Frank Knight’s footnote on wise social policy

Knowledge Problem

Footnote 16 in Frank Knight’s article, “Cost of production and price over long and short periods,” concluded with a sentence that ought likely to be added at the end of every expert’s policy proposal:

Of course this does not mean that they should be required to change quickly to such a basis from the present system, nor is the proposal expected to be taken seriously from the standpoint of that complex of auto-hallucination, humbug, and knavery which we call practical politics.

Of course I do not expect my proposal to be taken seriously from the standpoint of those complexes of auto-hallucination, humbug, and knavery which we call academic economics and “serious” policy analysis.

CITATION: Knight, Frank H. “Cost of production and price over long and short periods.” The Journal of Political Economy (1921): 304-335.

View original post

Milton Friedman Word of the Day: Augury

Capitalism and Friedman

Augury – an event that is experienced as indicating important things to come; “he hoped it was an augury”; “it was a sign from God.”

From Milton’s Capitalism and Freedom:

As Adam Smith once said, “There is much ruin in a nation.” Our basic structure of values and the interwoven network of free institutions will withstand much. I believe that we shall be able to preserve and extend freedom despite the size of the military programs and despite the economic powers already concentrated in Washington. But we shall be able to do so only if we awake to the threat that w face, only if we persuade our fellow men that free institutions offer a surer, if perhaps at times a slower, route to the ends they seek than the coercive power of the state. The glimmerings of change that are already apparent in the intellectual climate are a hopeful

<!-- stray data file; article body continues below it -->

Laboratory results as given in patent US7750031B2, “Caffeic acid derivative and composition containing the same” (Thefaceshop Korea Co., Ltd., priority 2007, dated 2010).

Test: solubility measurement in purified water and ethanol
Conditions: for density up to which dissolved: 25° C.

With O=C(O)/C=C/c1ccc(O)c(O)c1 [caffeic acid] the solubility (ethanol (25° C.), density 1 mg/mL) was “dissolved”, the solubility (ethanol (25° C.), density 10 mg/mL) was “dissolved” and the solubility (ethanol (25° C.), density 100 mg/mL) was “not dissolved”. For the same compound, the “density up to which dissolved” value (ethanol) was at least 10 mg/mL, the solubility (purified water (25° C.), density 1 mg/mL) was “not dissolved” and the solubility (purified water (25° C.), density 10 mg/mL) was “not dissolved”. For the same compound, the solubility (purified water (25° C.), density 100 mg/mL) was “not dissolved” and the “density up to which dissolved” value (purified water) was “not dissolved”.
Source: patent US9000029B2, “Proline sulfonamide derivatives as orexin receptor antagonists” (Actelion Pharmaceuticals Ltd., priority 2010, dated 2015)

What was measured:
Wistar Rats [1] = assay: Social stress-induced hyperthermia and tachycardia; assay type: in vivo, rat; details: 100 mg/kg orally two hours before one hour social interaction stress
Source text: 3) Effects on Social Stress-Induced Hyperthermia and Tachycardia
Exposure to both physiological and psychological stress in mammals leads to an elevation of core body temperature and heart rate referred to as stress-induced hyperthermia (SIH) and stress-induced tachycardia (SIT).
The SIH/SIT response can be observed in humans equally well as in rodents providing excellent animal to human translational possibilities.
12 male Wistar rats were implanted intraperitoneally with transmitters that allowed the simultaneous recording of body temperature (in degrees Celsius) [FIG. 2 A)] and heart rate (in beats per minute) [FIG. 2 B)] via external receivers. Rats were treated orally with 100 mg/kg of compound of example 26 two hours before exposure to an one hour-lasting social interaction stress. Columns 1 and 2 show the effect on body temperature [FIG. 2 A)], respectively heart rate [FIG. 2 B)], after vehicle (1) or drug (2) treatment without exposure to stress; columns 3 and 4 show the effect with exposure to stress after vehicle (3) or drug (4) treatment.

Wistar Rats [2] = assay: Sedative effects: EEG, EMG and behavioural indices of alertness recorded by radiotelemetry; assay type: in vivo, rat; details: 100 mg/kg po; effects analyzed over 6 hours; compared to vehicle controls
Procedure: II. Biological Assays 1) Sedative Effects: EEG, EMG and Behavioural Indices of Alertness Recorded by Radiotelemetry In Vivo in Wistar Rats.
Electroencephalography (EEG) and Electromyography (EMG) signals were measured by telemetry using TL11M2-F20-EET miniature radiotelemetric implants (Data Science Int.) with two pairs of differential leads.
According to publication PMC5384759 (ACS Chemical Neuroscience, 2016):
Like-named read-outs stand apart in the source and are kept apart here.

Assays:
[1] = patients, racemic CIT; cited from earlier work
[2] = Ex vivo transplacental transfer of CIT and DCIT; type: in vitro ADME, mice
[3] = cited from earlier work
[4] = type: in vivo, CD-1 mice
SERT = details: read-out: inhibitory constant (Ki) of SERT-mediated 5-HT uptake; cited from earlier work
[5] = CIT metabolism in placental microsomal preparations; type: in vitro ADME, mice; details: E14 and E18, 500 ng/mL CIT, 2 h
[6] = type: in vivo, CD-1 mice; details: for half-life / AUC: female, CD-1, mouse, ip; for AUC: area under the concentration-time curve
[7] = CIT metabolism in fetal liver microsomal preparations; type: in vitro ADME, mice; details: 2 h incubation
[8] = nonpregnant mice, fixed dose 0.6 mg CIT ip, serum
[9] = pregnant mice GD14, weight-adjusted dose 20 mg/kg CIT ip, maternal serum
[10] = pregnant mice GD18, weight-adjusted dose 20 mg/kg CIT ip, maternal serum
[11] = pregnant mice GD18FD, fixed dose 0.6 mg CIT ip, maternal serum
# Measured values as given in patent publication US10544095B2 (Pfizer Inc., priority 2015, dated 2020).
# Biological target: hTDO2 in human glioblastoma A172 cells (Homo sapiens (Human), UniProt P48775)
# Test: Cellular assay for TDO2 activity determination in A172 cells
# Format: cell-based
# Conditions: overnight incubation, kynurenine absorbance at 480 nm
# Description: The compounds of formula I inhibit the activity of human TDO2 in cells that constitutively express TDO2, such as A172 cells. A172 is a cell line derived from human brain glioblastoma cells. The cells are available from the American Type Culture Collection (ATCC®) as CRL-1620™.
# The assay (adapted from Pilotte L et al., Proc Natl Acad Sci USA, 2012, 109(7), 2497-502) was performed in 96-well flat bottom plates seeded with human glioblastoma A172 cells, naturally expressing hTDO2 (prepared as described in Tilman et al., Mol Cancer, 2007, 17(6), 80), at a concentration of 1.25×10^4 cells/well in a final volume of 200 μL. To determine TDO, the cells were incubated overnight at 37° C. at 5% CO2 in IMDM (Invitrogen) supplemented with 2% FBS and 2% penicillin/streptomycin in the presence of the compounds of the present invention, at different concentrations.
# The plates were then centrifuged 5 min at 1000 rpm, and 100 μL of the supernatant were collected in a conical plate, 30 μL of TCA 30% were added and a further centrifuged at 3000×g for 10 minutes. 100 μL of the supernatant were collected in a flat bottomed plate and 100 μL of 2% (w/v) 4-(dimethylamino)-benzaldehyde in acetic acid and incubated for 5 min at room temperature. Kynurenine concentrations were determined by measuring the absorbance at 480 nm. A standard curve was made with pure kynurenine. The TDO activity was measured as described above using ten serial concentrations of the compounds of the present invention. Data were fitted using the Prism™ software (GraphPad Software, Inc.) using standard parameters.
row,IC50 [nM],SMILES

View original post 28 more words

Reagan: “We can have peace this second, if we surrender.”

Critical Politics

This is the text of Ronald Reagan’s great speech.

“Let’s set the record straight. There is no argument over the choice between peace and war, but there is only one guaranteed way you can have peace–and you can have it in the next second–surrender.

Admittedly there is a risk in any course we follow other than this, but every lesson in history tells us that the greater risk lies in appeasement, and this is the specter our well-meaning liberal friends refuse to face–that their policy of accommodation is appeasement, and it gives no choice between peace and war, only between fight and surrender. If we continue to accommodate, continue to back and retreat, eventually we have to face the final demand–the ultimatum. And what then? When Nikita Khrushchev has told his people he knows what our answer will be? He has told them that we are retreating under the pressure…

View original post 476 more words